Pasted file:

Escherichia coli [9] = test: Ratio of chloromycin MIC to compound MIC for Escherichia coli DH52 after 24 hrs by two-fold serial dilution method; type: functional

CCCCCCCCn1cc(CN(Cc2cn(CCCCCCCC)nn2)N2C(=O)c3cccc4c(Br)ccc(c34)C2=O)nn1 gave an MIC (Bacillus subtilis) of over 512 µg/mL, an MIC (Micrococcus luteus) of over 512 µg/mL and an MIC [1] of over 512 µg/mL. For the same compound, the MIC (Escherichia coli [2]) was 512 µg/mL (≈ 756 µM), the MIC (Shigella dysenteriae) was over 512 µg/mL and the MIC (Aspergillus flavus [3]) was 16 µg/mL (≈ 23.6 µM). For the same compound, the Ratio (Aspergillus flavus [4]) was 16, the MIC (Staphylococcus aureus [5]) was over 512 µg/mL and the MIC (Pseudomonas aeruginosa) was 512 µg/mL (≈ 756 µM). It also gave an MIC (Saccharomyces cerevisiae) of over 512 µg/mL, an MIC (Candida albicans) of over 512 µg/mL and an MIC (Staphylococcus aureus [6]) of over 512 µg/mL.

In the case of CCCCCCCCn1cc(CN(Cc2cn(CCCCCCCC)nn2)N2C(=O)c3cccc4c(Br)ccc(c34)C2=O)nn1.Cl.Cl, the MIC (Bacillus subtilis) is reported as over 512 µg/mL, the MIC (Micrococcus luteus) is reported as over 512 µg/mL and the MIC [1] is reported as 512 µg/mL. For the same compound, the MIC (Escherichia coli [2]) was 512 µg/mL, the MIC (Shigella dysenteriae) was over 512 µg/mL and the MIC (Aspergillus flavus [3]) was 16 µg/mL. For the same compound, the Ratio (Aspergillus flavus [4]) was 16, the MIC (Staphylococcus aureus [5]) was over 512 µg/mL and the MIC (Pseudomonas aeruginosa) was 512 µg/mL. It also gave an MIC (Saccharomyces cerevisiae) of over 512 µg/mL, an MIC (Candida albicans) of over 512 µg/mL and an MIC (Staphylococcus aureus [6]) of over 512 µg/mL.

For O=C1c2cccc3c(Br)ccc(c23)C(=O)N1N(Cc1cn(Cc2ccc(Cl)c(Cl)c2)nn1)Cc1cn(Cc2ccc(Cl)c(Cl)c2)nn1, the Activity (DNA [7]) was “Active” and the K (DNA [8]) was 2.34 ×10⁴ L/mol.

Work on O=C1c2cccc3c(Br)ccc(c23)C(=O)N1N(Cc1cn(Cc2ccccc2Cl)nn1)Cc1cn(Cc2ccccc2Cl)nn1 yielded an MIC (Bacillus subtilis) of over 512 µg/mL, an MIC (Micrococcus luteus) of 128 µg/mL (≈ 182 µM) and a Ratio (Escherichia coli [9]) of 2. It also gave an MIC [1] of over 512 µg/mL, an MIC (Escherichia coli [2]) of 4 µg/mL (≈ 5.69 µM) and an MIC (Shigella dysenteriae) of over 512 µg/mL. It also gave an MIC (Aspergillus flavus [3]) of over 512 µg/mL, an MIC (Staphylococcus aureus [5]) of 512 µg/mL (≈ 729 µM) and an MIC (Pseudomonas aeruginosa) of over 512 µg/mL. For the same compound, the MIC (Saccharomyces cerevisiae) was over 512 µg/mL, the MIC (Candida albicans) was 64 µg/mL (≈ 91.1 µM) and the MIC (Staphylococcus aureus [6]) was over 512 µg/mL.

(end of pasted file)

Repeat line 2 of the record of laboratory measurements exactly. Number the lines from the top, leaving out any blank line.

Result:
CCCCCCCCn1cc(CN(Cc2cn(CCCCCCCC)nn2)N2C(=O)c3cccc4c(Br)ccc(c34)C2=O)nn1 gave an MIC (Bacillus subtilis) of over 512 µg/mL, an MIC (Micrococcus luteus) of over 512 µg/mL and an MIC [1] of over 512 µg/mL. For the same compound, the MIC (Escherichia coli [2]) was 512 µg/mL (≈ 756 µM), the MIC (Shigella dysenteriae) was over 512 µg/mL and the MIC (Aspergillus flavus [3]) was 16 µg/mL (≈ 23.6 µM). For the same compound, the Ratio (Aspergillus flavus [4]) was 16, the MIC (Staphylococcus aureus [5]) was over 512 µg/mL and the MIC (Pseudomonas aeruginosa) was 512 µg/mL (≈ 756 µM). It also gave an MIC (Saccharomyces cerevisiae) of over 512 µg/mL, an MIC (Candida albicans) of over 512 µg/mL and an MIC (Staphylococcus aureus [6]) of over 512 µg/mL.